CSU’s Health and Medical Center provides care for the body and mind.
It’s also, apparently, a good place to find authors of children’s books.
At least two CSU Health Network employees have published books for children in recent years, including one about Fort Collins’ historic streetcar and one about what it’s like to run a local family farm.
Dr. Kathlene Waller, the Health Network’s medical director, published Birney the Streetcar last year. And Dr. Nora Feldpausch, a psychiatrist at the Health and Medical Center, published Little Grandpa and Me: Learning to be a Dairy Farmer in 2015.
From noon to 4 p.m. on May 19, the Fort Collins Municipal Railway Society will celebrate the railway’s 100th anniversary at the Trolley Depot in City Park.
Kathlene Waller will be signing her book at the event.
For more information, visit www.fortcollinstrolley.org.
Waller’s book, featuring illustrations by her husband, Kevin Mabry, chronicles the history of a streetcar that started running when the Fort Collins Municipal Railway was created in 1919. The story is told from the perspective of the streetcar, “Birney.” Named for its inventor, Charles Birney, Streetcar 21 was active until the system was shut down in 1951.
The streetcar then sat in Library Park, becoming rusted out, dilapidated and vandalized until 1977, when a local women’s group secured a grant to restore it as a visitor’s center, Waller says. That effort led to the formation of the Fort Collins Municipal Railway Society, which got the car running again in 1984 after a controversial relocation of trees along Mountain Avenue.
The streetcar still operates between Old Town and City Park on weekend afternoons from May through September. And from noon to 4 p.m. on May 19, the society will celebrate the railway’s 100th anniversary at the Trolley Depot in City Park, where Waller will be signing her book. This spring, her husband has been dressing up as a train conductor and reading the book in local second-grade classrooms.
“It was a fun project,” says Waller, who lives in a house along the rail line. “One morning we just woke up and said, ‘We should write a children’s book about the trolley.’ And that was in 1991. A few years ago we decided to publish it, now that we’re empty-nesters.”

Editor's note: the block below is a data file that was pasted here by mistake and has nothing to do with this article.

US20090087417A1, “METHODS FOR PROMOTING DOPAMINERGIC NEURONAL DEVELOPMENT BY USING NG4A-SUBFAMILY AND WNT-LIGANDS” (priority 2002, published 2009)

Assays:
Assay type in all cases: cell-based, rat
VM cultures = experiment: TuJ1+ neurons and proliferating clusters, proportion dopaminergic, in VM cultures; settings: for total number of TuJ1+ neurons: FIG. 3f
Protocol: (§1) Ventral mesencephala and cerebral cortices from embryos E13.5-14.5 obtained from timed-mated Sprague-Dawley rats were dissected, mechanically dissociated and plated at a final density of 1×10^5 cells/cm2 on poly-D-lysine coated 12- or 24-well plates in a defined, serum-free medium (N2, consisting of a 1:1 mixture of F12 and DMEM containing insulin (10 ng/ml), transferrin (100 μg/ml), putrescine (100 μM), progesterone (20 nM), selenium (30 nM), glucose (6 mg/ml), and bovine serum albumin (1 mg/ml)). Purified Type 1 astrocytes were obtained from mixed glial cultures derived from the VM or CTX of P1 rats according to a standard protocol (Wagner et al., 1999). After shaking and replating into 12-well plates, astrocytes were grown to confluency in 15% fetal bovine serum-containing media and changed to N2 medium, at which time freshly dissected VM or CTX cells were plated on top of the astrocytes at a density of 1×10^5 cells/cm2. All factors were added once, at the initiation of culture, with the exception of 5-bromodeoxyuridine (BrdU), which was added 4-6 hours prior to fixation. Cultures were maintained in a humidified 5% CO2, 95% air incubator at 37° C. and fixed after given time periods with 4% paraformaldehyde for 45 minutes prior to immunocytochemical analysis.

Dairy farming book
Feldpausch’s book is written from the perspective of one of her twin daughters, Nina. She was 5 years old, and her great-grandfather was teaching her about family farming — and how it’s changed.
The Feldpausch family on their farm
Feldpausch’s husband is a third-generation dairy farmer whose grandfather, now 104, started the family farm in Michigan decades ago. Today, Feldpausch and her husband live on their dairy farm near Eaton and raise heifers near Fort Morgan.
The book features color photos of Nina and the man she calls “Little Grandpa,” and describes the care, feeding and milking of the family’s cows, then and now. It covers the veterinarian’s visits and the truck driver who transports the milk to be made into cheese, sour cream, yogurt and ice cream.
About 400 copies of the book have been distributed to schools by the Western Dairy Association, now known as Dairy MAX.
And it’s not the only book Feldpausch has written; she has unpublished works about a farm boy who wants to go to a barn dance, another boy who wants to touch the clouds, and a third about getting to know someone and falling in love — written for her husband while they were dating.
“I like to capture that delighted innocence that a child has,” she says, adding that she knows of a medical assistant at the Health and Medical Center who’s also working on a children’s book. “It’s an age that’s fun to write for. I love doing it.”